The GNU Debugger (GDB)

The GNU Debugger or GDB is a powerful debugger which allows for step-by-step execution of a program. It can be used to trace program execution and is an important part of any reverse engineering toolkit.

Vanilla GDB

GDB without any modifications is unintuitive and obscures a lot of useful information. The plug-in pwndb solves a lot of these problems and makes for a much more pleasant experience. But if you are constrained and have to use vanilla gdb, here are several things to make your life easier.

Starting GDB

To execute GBD and attach it to a program simply run gdb [program]


(gdb) disassemble [address/symbol] will display the disassembly for that function/frame

GDB will autocomplete functions, so saying (gdb) disas main suffices if you'd like to see the disassembly of main

View Disassembly During Execution

Another handy thing to see while stepping through a program is the disassembly of nearby instructions:

(gdb) display/[# of instructions]i $pc [± offset]

Example Usage

(gdb) display/10i $pc - 0x5

This command will show 10 instructions on screen with an offset from the next instruction of 5, giving us this display:

   0x8048535 <main+6>:  lock pushl -0x4(%ecx)
   0x8048539 <main+10>: push   %ebp
=> 0x804853a <main+11>: mov    %esp,%ebp
   0x804853c <main+13>: push   %ecx
   0x804853d <main+14>: sub    $0x14,%esp
   0x8048540 <main+17>: sub    $0xc,%esp
   0x8048543 <main+20>: push   $0x400
   0x8048548 <main+25>: call   0x80483a0 <malloc@plt>
   0x804854d <main+30>: add    $0x10,%esp
   0x8048550 <main+33>: sub    $0xc,%esp

Deleting Views

If for whatever reason, a view no long suits your needs simply call (gdb) info display which will give you a list of active displays:

Auto-display expressions now in effect:
Num Enb Expression
1:   y  /10bi $pc-0x5

Then simply execute (gdb) delete display 1 and your execution will resume without the display.


In order to view the state of registers with vanilla gdb, you need to run the command info registers which will display the state of all the registers:

eax            0xf77a6ddc   -142971428
ecx            0xffe06b10   -2069744
edx            0xffe06b34   -2069708
ebx            0x0  0
esp            0xffe06af8   0xffe06af8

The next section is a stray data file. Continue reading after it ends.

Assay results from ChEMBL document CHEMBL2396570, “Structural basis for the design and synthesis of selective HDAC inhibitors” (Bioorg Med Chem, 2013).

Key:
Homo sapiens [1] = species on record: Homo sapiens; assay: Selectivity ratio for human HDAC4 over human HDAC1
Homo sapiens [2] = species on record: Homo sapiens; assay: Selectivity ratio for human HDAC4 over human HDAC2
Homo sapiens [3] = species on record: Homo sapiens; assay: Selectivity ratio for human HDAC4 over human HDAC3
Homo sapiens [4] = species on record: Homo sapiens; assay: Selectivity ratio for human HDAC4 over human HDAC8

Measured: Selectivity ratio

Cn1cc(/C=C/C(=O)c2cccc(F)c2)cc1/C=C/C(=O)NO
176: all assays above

ebp            0x0  0x0
esi            0xf77a5000   -142979072
edi            0xf77a5000   -142979072
eip            0x804853a    0x804853a <main+11>
eflags         0x286    [ PF SF IF ]
cs             0x23 35
ss             0x2b 43
ds             0x2b 43
es             0x2b 43
fs             0x0  0
gs             0x63 99

If you simply would like to see the contents of a single register, the notation x/x $[register] where:


These commands work with vanilla gdb as well.

Setting Breakpoints

Setting breakpoints in GDB uses the format b*[Address/Symbol]

Example Usage

Deleting Breakpoints

As before, in order to delete a view, you can list the available breakpoints using (gdb) info breakpoints (don't forget about GDB's autocomplete, you don't always need to type out every command!) which will display all breakpoints:

Num     Type           Disp Enb Address    What
1       breakpoint     keep y   0x0804852f <main>
3       breakpoint     keep y   0x0804864d <__libc_csu_init+61>

Then simply execute (gdb) delete 1


GDB creates breakpoints chronologically and does NOT reuse numbers.


What good is a debugger if you can't control where you are going? In order to begin execution of a program, use the command r [arguments] similar to how if you ran it with dot-slash notation you would execute it ./program [arguments]. In this case the program will run normally and if no breakpoints are set, you will execute normally. If you have breakpoints set, you will stop at that instruction.


Examining data in GDB is also very useful for seeing how the program is affecting data. The notation may seem complex at first, but it is flexible and provides powerful functionality.

(gdb) x/[#][size][format] [Address/Symbol/Register][± offset]

Example Usage


If the program happens to be an accept-and-fork server, gdb will have issues following the child or parent processes. In order to specify how you want gdb to function you can use the command set follow-fork-mode [on/off]

Setting Data

If you would like to set data at any point, it is possible using the command set [Address/Register]=[Hex Data]

Example Usage

Process Mapping

A handy way to find the process's mapped address spaces is to use info proc map:

Mapped address spaces:

    Start Addr   End Addr       Size     Offset objfile
     0x8048000  0x8049000     0x1000        0x0 /directory/program
     0x8049000  0x804a000     0x1000        0x0 /directory/program
     0x804a000  0x804b000     0x1000     0x1000 /directory/program
    0xf75cb000 0xf75cc000     0x1000        0x0
    0xf75cc000 0xf7779000   0x1ad000        0x0 /lib32/
    0xf7779000 0xf777b000     0x2000   0x1ac000 /lib32/
    0xf777b000 0xf777c000     0x1000   0x1ae000 /lib32/
    0xf777c000 0xf7780000     0x4000        0x0
    0xf778b000 0xf778d000     0x2000        0x0 [vvar]
    0xf778d000 0xf778f000     0x2000        0x0 [vdso]
    0xf778f000 0xf77b1000    0x22000        0x0 /lib32/
    0xf77b1000 0xf77b2000     0x1000        0x0
    0xf77b2000 0xf77b3000     0x1000    0x22000 /lib32/
    0xf77b3000 0xf77b4000     0x1000    0x23000 /lib32/
    0xffc59000 0xffc7a000    0x21000        0x0 [stack]

This will show you where the stack, heap (if there is one), and libc are located.

Attaching Processes

Another useful feature of GDB is to attach to processes which are already running. Simply launch gdb using gdb, then find the process id of the program you would like to attach to an execute attach [pid].